• Love 2
Link to comment

Barbara can take a seat. She just came clean about her relationship with the female detective and only after being asked. Now she wants no secrets between them... please. She has no leg to stand on IMO not after keeping this from him all this time. If you are with a detective, I would think you would understand that he is not able to share certain aspects of his job with you.  I just don't get her demands/complaints about him working late or wanting details about his work.

 

I so hate when shows always have to make women into these disapproving and complaining caricatures. It is always the same thing... whether it be a doctor, police office, etc., the women always pout/complain about their men's job duties. If you don't want to deal with the difficulties of being with someone whose profession involves late nights, odd hours, being called in, etc. then don't be with him. What's the point of giving him hell for doing his job. 

 

I was going to write in the premiere's thread that Barbara reminds me of Grace Kelly's annoying character in High Noon. But I wanted to give the character a chance (first impressions, you know...)  Now after watching High Noon over the weekend and watching this latest episode, my initial impression is correct: Barbara is an annoying, whiny (not yet, but she will be) girlfriend who absolutely cannot understand why Jim can't tell her all the confidential police stuff he's working on, cannot understand why Jim can't go shoe shopping with her because he has to investigate a murder, cannot understand why Jim puts his J.O.B ahead of her, her, HER!, blah blah blah.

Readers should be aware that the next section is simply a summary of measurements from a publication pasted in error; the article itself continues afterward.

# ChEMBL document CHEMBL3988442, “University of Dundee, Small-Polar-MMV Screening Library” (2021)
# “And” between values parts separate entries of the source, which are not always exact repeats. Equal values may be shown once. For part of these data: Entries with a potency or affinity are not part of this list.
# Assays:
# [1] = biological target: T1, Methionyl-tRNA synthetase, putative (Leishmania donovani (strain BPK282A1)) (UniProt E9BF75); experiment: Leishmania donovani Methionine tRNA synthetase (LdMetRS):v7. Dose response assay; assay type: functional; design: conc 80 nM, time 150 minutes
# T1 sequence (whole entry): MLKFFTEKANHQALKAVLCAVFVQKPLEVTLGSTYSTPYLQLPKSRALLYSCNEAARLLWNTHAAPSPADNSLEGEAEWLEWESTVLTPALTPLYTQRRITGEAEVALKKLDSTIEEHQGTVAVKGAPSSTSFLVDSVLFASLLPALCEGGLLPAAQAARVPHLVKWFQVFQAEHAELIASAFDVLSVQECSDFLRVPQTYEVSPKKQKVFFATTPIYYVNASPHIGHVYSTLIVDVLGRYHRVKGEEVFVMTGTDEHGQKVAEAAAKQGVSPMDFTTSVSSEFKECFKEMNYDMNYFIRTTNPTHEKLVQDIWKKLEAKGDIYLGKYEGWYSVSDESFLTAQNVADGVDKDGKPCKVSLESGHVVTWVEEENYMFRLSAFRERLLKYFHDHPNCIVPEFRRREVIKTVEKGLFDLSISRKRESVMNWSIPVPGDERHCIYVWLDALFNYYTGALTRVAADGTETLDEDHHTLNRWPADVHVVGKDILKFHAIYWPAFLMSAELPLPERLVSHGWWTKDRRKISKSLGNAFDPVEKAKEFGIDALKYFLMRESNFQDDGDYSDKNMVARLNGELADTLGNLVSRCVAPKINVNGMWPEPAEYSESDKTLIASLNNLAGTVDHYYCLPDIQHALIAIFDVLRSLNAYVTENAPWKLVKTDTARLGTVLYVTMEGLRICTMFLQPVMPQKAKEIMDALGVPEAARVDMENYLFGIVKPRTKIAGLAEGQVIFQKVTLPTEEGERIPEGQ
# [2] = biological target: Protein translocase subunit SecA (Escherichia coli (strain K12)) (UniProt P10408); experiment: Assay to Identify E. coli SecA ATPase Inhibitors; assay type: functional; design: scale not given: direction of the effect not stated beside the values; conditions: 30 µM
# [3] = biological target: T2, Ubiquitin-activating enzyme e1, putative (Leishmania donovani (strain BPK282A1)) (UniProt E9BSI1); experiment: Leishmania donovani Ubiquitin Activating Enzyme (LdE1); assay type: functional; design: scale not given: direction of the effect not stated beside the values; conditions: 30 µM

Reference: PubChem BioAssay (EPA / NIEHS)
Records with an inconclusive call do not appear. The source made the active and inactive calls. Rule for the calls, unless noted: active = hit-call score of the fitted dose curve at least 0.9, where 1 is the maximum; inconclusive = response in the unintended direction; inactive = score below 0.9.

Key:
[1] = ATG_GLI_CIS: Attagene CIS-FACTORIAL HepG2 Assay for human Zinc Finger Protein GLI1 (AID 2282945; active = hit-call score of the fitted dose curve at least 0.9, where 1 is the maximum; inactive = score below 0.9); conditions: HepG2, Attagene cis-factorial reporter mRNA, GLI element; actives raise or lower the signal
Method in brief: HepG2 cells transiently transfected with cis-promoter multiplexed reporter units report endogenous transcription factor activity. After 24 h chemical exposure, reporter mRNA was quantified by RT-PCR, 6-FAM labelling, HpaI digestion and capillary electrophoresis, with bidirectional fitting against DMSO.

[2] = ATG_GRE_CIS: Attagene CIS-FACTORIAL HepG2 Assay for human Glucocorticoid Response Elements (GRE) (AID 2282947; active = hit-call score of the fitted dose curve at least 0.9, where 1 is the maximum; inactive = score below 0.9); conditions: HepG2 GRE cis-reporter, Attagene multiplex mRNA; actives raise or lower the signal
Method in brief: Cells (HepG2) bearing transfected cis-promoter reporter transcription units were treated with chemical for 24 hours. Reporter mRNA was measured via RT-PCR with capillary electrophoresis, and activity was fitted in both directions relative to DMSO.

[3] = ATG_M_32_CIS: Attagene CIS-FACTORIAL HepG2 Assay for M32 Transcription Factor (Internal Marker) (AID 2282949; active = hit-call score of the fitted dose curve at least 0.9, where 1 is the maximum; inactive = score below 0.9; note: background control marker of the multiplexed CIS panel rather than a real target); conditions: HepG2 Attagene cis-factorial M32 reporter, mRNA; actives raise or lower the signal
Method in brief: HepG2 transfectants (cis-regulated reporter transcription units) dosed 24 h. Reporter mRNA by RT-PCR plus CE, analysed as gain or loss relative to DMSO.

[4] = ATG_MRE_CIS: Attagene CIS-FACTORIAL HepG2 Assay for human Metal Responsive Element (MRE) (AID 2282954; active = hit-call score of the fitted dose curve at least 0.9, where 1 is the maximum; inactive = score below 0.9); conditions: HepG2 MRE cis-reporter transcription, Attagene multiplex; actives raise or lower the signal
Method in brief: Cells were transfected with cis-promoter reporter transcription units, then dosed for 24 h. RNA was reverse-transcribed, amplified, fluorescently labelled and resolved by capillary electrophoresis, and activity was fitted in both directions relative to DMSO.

I hope they get married, get pregnant with the future Batgirl, and have Barbara die by the end of next season.

  • Love 2
Link to comment

Oh...very interesting...poison ivy, two face, whoever arnold Schwarzenegger played all could be victims.

 

As for Barbara, she doesn't seem like the sort that will just accept that he is keeping secrets to protect her, so I sort of get it, especially in light of how quick she was to call the press when he did share even a little with her.  

 

I don't even look in a kaleidoscope without the vague subconscious fear that I shouldn't be putting my eye right there.  But now you add a man in the dark telling me to look into something "he just invented" while I'm walking to my car....awwww hell no!

 

I also wouldn't have died if I were in Cobblepot's crew because I don't like cannoli.

 

I'm really interested in seeing what finally drives Cobblepot fully underground.

I actually liked it because it wasn't so obvious, and she may have acted slow to put the other woman off.  The other chick was taking off her earrings and shoes like she was really gonna wipe the floor with her, the winner may have been playing into that arrogance.  I probably would have been rolling my eyes if they had taken the obvious route of having the girl who appeared ready to go win...it would have been too obvious.  And it showed me, if nothing else that this girl has the primal instinct, she didn't have to prepare, she didn't have to take off her shoes or her earrings, by sheer will alone she was going to win that fight.

 

Maroney's plan was to have the dump site.  Falcone's plan was in line with the Wayne's to build a new asylum.  Now Falcone will refurbish the asylum and Maroney will get the waste dump.  

 

At least thats how I understood it.  That way the mayor could appease both sides and keep himself safe.

Falcone is not the one refurbishing the asylum...they said that is going to Maroney along with the waste dump. So that goes back to this 3rd question?

Why originally was Maroney's plan to tear down the Arkham Asylum completely but now it's part of his contract to refurbish the Asylum? Wouldn't the refurbishing and reopening of the Asylum be part of Falcone's contract since he wanted it reopened and not Maroney?